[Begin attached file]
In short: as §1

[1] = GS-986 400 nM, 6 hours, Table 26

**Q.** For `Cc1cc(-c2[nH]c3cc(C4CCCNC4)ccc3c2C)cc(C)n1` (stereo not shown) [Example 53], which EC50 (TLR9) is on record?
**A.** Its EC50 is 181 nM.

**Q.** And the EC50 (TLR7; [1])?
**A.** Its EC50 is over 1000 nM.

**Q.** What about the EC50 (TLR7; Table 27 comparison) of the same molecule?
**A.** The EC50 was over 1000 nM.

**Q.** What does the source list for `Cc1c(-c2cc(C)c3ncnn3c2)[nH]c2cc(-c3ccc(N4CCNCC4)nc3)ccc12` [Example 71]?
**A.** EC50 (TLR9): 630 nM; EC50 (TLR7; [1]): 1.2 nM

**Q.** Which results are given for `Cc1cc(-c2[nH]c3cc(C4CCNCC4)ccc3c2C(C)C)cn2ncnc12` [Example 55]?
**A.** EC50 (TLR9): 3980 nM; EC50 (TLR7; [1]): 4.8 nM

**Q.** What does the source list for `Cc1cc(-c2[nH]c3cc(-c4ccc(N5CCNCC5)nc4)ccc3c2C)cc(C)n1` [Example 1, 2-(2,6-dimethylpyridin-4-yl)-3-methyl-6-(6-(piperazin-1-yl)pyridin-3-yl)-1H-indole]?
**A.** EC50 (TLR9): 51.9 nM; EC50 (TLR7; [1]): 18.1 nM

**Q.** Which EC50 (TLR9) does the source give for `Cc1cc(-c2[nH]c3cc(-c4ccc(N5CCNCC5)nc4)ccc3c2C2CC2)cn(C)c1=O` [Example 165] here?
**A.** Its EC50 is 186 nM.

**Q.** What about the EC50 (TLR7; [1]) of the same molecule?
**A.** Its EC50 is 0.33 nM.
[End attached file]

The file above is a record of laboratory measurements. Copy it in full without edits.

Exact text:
In short: as §1

[1] = GS-986 400 nM, 6 hours, Table 26

**Q.** For `Cc1cc(-c2[nH]c3cc(C4CCCNC4)ccc3c2C)cc(C)n1` (stereo not shown) [Example 53], which EC50 (TLR9) is on record?
**A.** Its EC50 is 181 nM.

**Q.** And the EC50 (TLR7; [1])?
**A.** Its EC50 is over 1000 nM.

**Q.** What about the EC50 (TLR7; Table 27 comparison) of the same molecule?
**A.** The EC50 was over 1000 nM.

**Q.** What does the source list for `Cc1c(-c2cc(C)c3ncnn3c2)[nH]c2cc(-c3ccc(N4CCNCC4)nc3)ccc12` [Example 71]?
**A.** EC50 (TLR9): 630 nM; EC50 (TLR7; [1]): 1.2 nM

**Q.** Which results are given for `Cc1cc(-c2[nH]c3cc(C4CCNCC4)ccc3c2C(C)C)cn2ncnc12` [Example 55]?
**A.** EC50 (TLR9): 3980 nM; EC50 (TLR7; [1]): 4.8 nM

**Q.** What does the source list for `Cc1cc(-c2[nH]c3cc(-c4ccc(N5CCNCC5)nc4)ccc3c2C)cc(C)n1` [Example 1, 2-(2,6-dimethylpyridin-4-yl)-3-methyl-6-(6-(piperazin-1-yl)pyridin-3-yl)-1H-indole]?
**A.** EC50 (TLR9): 51.9 nM; EC50 (TLR7; [1]): 18.1 nM

**Q.** Which EC50 (TLR9) does the source give for `Cc1cc(-c2[nH]c3cc(-c4ccc(N5CCNCC5)nc4)ccc3c2C2CC2)cn(C)c1=O` [Example 165] here?
**A.** Its EC50 is 186 nM.

**Q.** What about the EC50 (TLR7; [1]) of the same molecule?
**A.** Its EC50 is 0.33 nM.